DBS, Maybank and RHB have given the REIT target prices of $1.40, $1.05 and $1.29 respectively.
Analysts from DBS Group Research, Maybank Securities and RHB Group Research are mostly positive on Keppel REIT after it posted its results for the FY2021 on Jan 25.
For the FY2021 ended December, Keppel REIT reported a distribution per unit (DPU) of 5.82 cents, up 1.6% y-o-y. In the 2HFY2021, the REIT’s DPU fell 1.7% y-o-y to 2.88 cents.
The higher total FY distribution is attributed to accretive acquisitions made in Melbourne and Sydney, as well as Singapore’s Keppel Bay Tower.
On the back of the REIT’s results, DBS analysts Rachel Tan and Derek Tan have kept “buy” as the REIT’s full-year DPU stood in line with their estimates.
The analysts have also kept their target price unchanged at $1.40.
The way they see it, the REIT’s best-in-class office portfolio is well-positioned to benefit from a potential recovery in a “tight net supply market”.
Keppel REIT, which is the only Singapore REIT (S-REIT) left with an office pure play, has a portfolio of Grade A offices in Singapore’s prime central business district (CBD).
As such, the analysts from DBS believe “investors will eventually favour and assign a premium to its unique attribute”.
To them, the REIT’s valuation remains attractive at an FY2022 yield of 5.2% and a price-net asset value (P/NAV) of 0.9 times, which is close to the sector’s historical mean.
Furthermore, Keppel REIT has been active in churning its assets to optimize and grow its portfolio, a move which will drive inorganic growth, say the analysts.
To this end, the analysts see the REIT’s shareholding structure as optimal compared to its large-cap peers.
“Keppel REIT trades at a lower velocity compared to its other large-cap S-REITs, which we believe can be addressed if the sponsor considers paring down its stake to a more optimal 30%-35% level, similar to other large-cap S-REITs,” they write.
Maybank Securities analyst Chua Su Tye has maintained “hold” on Keppel REIT as its results stood in line with his expectations for the FY2021.
He has, however, upped his target price to $1.05, 5% higher than his previous target price of $1.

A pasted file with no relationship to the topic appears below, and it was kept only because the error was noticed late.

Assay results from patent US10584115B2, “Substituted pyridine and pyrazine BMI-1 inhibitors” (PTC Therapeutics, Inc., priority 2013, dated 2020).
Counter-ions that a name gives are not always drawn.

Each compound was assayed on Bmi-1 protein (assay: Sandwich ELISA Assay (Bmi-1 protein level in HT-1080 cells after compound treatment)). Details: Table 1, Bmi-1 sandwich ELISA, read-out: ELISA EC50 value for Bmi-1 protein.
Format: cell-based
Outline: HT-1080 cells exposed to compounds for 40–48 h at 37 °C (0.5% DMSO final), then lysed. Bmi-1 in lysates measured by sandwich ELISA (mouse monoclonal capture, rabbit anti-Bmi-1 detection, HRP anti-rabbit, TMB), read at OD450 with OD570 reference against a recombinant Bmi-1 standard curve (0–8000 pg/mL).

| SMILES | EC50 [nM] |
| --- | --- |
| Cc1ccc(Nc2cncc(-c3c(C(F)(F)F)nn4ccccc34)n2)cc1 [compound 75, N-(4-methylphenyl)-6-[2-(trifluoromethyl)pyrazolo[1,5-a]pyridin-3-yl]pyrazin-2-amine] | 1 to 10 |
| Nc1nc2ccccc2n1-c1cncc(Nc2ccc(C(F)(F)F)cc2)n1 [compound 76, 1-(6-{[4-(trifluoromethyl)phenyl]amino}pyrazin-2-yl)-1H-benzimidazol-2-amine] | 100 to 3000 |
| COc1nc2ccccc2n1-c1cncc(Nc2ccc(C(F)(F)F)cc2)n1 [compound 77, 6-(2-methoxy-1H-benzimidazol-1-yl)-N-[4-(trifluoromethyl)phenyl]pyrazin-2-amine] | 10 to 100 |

That said, Chua sees the REIT’s DPU growth as “unexciting” compared to its peers despite the tailwinds in office demand. According to him in his Jan 26 report, the unexciting DPU growth is due to the rising interest costs, which mitigated any upside from rental recovery.
While Chua sees positive prospects on the REIT on the back of stronger rental recovery for Singapore’s Grade A offices and stronger demand recovery and rental growth prospects in its Australia portfolio, his preference still lies with CapitaLand Integrated Commercial Trust (CICT) as a proxy for the reopening trade.
Catalysts for CICT include DPU recovery and redevelopment upside, says Chua.
That said, he estimates the REIT’s operating DPU to rise in FY2022 to FY2022 with the completion of catalysts from DPU recovery, and redevelopment upside.
Office vacancies are also estimated to rise to 5% to 10% on the back of “weak demand and downsizing trends, with rental reversions to moderate in 2021”, says Chua.
Finally, RHB Group Research analyst Vijay Natarajan has kept “buy” on Keppel REIT with a new target price of $1.29 from $1.24 previously, as he sees the recovery of the office sector on the cards.
That said Keppel REIT’s DPU for the FY2021 fell slightly below expectations at 97% of his full-year estimates due to the “transitory vacancy in a few of its office assets”. However, the REIT’s management says it remains upbeat on leasing demand in FY2022.
Natarajan is also positive on the REIT as its balance sheet remains in good shape, which will enable it to weather interest rate hikes, with room for organic and inorganic growth.
Like the analysts at DBS, Natarajan also sees the REIT’s valuation as attractive at a 12% discount to book value.
As at 2.39pm, units in Keppel REIT are trading flat at $1.16, or an FY2022 P/B of 0.88 times and dividend yield of 5.2%, according to RHB’s estimates.
Photo: Keppel REIT